“Of course the demand for face-to-face learning exists and will continue to exist. As we move forward, that is the challenge for HR and L&D teams – and everyone who provides training. When we build a piece of learning or development material, it must function on multiple levels: it must be able to cater to a variety of audiences, each with their own set of learning needs and preferences, who will all wish to interact with it in somewhat different ways.”


What are the topics that people want to learn about?


Microsoft, Angular (for building mobile and desktop web applications), Microsoft Excel, data analytics, and JavaScript are the top five most sought-after online courses in the UK, according to the report.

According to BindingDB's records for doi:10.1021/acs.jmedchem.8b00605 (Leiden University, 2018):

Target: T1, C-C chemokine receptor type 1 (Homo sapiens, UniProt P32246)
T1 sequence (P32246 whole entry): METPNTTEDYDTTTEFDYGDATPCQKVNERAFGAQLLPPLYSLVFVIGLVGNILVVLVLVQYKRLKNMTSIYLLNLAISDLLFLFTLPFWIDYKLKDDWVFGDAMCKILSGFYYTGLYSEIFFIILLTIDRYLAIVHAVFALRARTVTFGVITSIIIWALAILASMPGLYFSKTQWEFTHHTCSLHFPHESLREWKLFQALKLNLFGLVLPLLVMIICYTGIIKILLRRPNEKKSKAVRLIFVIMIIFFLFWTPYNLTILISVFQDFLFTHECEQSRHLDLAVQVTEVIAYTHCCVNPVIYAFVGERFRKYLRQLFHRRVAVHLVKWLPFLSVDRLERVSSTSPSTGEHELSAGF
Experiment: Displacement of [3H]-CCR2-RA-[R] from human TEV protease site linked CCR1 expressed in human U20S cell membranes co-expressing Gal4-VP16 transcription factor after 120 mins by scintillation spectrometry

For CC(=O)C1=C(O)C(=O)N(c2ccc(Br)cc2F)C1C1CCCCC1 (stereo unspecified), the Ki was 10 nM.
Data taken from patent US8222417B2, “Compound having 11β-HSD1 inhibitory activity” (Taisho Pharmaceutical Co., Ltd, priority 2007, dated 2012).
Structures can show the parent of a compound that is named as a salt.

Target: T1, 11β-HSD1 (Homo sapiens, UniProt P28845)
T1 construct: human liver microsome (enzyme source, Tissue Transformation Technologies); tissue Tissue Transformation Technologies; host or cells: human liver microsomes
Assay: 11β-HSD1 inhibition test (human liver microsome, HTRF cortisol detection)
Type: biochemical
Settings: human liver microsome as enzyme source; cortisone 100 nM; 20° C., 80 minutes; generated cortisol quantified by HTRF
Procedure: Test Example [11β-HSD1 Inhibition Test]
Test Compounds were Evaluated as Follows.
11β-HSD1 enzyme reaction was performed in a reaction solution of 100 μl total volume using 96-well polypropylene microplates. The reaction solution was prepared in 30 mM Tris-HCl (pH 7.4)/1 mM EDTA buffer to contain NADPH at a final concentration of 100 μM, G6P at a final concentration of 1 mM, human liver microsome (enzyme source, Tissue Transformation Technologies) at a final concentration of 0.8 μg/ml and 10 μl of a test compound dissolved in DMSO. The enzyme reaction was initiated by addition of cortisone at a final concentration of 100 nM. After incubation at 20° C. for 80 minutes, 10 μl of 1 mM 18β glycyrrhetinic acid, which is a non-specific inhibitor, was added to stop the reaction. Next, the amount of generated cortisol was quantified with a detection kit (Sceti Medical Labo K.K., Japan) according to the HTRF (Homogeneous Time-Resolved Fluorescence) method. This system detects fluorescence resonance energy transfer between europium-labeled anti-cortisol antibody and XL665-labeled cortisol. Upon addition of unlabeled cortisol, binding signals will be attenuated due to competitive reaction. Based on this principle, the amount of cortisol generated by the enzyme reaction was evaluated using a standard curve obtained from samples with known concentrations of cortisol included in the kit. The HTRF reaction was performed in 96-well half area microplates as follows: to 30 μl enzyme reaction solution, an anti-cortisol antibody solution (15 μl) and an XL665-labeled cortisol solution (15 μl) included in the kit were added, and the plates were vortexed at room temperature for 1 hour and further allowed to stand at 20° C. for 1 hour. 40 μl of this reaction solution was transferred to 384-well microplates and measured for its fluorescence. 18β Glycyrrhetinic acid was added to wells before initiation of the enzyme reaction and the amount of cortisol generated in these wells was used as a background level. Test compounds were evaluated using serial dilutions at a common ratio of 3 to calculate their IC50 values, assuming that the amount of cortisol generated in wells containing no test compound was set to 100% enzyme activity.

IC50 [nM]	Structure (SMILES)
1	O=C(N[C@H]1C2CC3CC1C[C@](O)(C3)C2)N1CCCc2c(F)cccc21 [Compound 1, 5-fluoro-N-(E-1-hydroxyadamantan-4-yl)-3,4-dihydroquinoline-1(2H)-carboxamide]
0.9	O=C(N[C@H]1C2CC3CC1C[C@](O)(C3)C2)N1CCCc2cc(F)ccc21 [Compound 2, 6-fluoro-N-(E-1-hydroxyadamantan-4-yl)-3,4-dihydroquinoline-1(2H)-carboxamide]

When it comes to online education in general, tech subjects continue to lead the way, with more people seeking for IT, web development, and design classes than all other subjects combined between 2019 and 2021. The next most popular fields of study are business, management, and finance.


Because of the pandemic, when millions of people were instructed to ‘stay at home,’ eLearning became more and more popular. They couldn’t leave their houses, but they were able to take virtual classes in nearly any subject. Searches for art and photography increased by 530% in 2020 alone, while searches for learning to play instruments nearly doubled. While such interests may not have survived the pandemic’s lockdown, the pandemic’s long-term influence saw people gain greater choice and control over how and when they learned.


Managing one to ones & training? See how HealthBoxHR can help your business manage booking meetings with our Performance feature – whether formal or informal meetings, booking learning or development tasks for your staff or even let your staff self-manage their own training records, save your time and energy with HealthBoxHR.